Bresnan Draws Six Bidders


The auction for Bresnan Communications
has entered the second stage,
with about six bidders successfully navigating
the first round, including Suddenlink
Communications, former cable entrepreneur
Steve Simmons and overbuilder Knology,
according to sources familiar with the

But questions surrounding the level of programming
discounts the operator receives
from Comcast could put a snag in negotiations.
While all bidders are assuming that
the relationship with Comcast, which owns
30% of Bresnan, will end someday, it is the
level of those discounts that has come under
some dispute. According to sources familiar
with the process, bankers are insisting that
the Comcast discounts are low — about $10
million to $12 million per year — while bidders
dispute they are three to four times that

The level of the discounts is important
because it directly affects cash flow, which
is perhaps the most vital metric in valuing
these deals. A bidder that assumes it would
only take a $10 million hit to the cash-flow
line if and when the Comcast relationship
disappeared could pay a much higher price
than one that assumes it would take a $30
million to $40 million cash flow hit.

“That is a gigantic difference,” said one executive
in the cable-investment community.
Comcast has made no indication of what it
plans to do with the partnership.

Still, bidding has
been robust, according
to people familiar
with the auction
process, with bids
coming in at multiples
that mirror
private-cable valuations
of seven to 10
times cash flow.

Suddenlink, Simmons
and Knology
all declined comment.

Providence Equity
Partners began talking
to bankers about
selling its majority
stake in Bresnan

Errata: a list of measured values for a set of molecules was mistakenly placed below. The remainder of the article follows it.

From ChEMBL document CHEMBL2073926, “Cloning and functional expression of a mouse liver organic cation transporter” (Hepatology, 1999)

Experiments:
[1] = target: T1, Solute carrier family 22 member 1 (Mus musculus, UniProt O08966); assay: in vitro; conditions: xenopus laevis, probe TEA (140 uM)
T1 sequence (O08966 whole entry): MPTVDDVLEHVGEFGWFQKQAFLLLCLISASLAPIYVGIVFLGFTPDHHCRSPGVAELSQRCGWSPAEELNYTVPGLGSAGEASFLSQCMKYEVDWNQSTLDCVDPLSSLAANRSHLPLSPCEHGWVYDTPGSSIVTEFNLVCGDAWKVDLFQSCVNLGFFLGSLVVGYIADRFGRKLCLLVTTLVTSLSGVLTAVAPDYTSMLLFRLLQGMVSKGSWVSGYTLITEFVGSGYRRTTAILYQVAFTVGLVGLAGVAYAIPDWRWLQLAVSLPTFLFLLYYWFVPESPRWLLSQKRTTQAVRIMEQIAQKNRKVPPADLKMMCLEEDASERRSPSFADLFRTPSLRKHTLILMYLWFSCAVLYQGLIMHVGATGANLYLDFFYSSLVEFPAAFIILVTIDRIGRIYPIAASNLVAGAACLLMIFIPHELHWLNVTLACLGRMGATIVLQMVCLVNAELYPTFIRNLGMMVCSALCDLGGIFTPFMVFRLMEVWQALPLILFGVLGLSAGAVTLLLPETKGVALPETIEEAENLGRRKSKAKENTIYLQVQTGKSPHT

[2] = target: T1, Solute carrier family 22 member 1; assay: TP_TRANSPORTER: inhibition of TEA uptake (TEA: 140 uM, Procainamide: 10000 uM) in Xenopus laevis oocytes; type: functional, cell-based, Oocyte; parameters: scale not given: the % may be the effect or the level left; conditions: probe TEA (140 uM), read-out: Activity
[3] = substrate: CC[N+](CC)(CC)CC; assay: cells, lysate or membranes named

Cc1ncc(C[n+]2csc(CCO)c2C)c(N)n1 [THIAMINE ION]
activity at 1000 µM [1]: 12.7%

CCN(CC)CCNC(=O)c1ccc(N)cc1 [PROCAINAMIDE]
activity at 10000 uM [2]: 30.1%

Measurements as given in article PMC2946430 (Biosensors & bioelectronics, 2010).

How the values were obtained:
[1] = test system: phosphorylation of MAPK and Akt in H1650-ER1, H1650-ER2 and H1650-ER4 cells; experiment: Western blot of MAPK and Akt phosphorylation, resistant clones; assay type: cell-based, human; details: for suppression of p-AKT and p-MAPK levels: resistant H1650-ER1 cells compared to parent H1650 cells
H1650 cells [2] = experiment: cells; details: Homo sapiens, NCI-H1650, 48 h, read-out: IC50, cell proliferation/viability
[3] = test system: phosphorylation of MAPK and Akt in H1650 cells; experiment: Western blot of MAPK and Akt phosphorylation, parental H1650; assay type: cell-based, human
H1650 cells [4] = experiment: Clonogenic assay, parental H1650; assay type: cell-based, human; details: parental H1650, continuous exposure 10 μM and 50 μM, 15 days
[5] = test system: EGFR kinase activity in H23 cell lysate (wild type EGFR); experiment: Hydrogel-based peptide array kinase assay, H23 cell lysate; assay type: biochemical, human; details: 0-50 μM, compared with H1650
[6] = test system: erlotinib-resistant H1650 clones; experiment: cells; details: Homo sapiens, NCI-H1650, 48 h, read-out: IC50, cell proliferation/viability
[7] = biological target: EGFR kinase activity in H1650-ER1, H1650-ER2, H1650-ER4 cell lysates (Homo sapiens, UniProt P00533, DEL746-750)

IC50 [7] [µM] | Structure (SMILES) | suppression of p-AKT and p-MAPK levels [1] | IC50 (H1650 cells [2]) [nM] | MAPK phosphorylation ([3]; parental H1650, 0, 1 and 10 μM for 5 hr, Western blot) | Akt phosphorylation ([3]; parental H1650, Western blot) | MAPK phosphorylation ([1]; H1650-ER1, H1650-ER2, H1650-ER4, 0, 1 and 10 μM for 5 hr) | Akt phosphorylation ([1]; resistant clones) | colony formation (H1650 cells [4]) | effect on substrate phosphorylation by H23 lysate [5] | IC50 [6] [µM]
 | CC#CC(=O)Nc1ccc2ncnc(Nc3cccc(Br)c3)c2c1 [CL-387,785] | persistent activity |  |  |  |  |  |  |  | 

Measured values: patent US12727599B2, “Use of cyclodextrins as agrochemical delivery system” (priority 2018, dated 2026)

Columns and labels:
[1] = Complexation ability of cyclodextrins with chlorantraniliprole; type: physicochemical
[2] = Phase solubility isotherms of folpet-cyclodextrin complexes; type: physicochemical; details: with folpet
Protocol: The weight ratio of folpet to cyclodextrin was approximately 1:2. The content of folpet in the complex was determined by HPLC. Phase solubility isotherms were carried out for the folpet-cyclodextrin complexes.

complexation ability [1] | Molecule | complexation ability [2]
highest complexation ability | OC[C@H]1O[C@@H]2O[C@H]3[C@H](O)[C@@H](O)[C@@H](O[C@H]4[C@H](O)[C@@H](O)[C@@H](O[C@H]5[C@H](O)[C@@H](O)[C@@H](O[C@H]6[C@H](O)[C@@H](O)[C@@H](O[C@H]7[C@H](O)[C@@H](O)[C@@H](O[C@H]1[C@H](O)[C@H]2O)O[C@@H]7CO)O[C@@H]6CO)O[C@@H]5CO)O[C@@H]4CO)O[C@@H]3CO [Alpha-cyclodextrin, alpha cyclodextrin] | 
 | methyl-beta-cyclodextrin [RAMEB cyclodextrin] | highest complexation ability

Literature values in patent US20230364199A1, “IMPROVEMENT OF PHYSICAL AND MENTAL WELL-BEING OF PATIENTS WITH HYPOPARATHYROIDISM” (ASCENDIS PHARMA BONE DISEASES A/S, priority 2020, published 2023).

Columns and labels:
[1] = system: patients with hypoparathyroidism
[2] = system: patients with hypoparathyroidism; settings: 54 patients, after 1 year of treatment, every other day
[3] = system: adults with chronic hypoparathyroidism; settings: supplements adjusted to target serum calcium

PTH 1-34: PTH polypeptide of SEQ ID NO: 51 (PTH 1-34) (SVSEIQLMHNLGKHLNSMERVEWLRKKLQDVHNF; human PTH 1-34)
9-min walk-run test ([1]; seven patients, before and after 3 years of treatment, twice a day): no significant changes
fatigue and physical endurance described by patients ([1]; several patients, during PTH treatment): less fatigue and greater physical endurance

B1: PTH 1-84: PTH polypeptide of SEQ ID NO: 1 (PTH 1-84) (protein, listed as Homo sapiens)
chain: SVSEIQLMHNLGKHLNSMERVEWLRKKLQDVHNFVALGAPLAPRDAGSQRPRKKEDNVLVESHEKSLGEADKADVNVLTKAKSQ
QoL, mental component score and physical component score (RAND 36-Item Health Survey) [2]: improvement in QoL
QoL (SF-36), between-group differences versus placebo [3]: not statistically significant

earlier this year.
In March, it hired
Credit Suisse First
Boston and UBS to
manage the auction.
Both Credit Suisse and UBS also have agreed
to provide as much as $1 billion in staple
financing for the winning bidder.

According to sources in the cable banking
community familiar with the auction process,
the next step for the six bidders — the
remaining three are private-equity funds —
will involve a series of management presentations
beginning this week.

With about 1.3 million subscribers in Texas,
West Virginia, Louisiana, Arkansas, North Carolina and Oklahoma, Suddenlink wouldn’t
appear to be the obvious candidate to acquire
Bresnan, but the Bresnan systems could serve
as a gateway to the West Coast for the privately
held operator. And the systems are large
enough and clustered enough on their own to
warrant a purchase by an operator that knows
how to run a secondary-market operation.

The same could hold true for Knology,
which has about 234,000 customers mainly
in Georgia, Florida,
Alabama, Tennessee,
South Carolina and
South Dakota.

For Simmons, who
sold his Simmons Communications
in parts to
various operators in the
1990s, a successful bid
would mean a third return
to the cable business. He re-entered the
market in 2003 with the purchase of 80,000
customers in New Jersey from RCN Corp. for
about $245 million. Simmons sold those systems,
which he named Patriot Media & Communications,
to Comcast in 2007 for about
$483 million.

Bresnan generated about $160 million of
cash flow last year, so a seven to 10 times
multiple would put prices in the $1.1 billion
to $1.6 billion range. Bresnan founder Bill
Bresnan, who died in November after a battle
with cancer, originally bought the systems
from Comcast in 2003 for about $675

Bresnan has about 320,000 subscribers
in Montana, Wyoming, Utah and Colorado.
The systems are considered to be extremely
well run.

While that success could go against
Bresnan in an auction — some observers
have said there is little upside in expanding
already highly penetrated phone and highspeed
data services — others are encouraged
by recent deal multiples, which appear to be
on the rise.

In February, ABRY Partners agreed to
buy overbuilder RCN
for $1.2 billion, representing
a 5.5 times multiple
to 2009 cash flow.
On April 16, Virginia
telephone company
ShenTel agreed to buy
Jet Broadband for $148
million, representing a
10.7 times multiple.

In a conference call with analysts on April
19, ShenTel CEO Christopher French said
that while the price may seem a little high
— ShenTel estimated it was a 9.5 times multiple,
if corporate overhead were eliminated
— it was warranted.

He added that high-speed-data penetration
is less than 20% of homes passed and
phone penetration is at 20%, but available
in only 10% of the footprint.

Adding to the upside is that there is almost
no competition from telephone companies
for high-speed data in Jet’s service territory —
most of the Internet subscribers are dial-up.

“It’s an untapped market,” ShenTel chief operating
officer Earl Mackenzie said.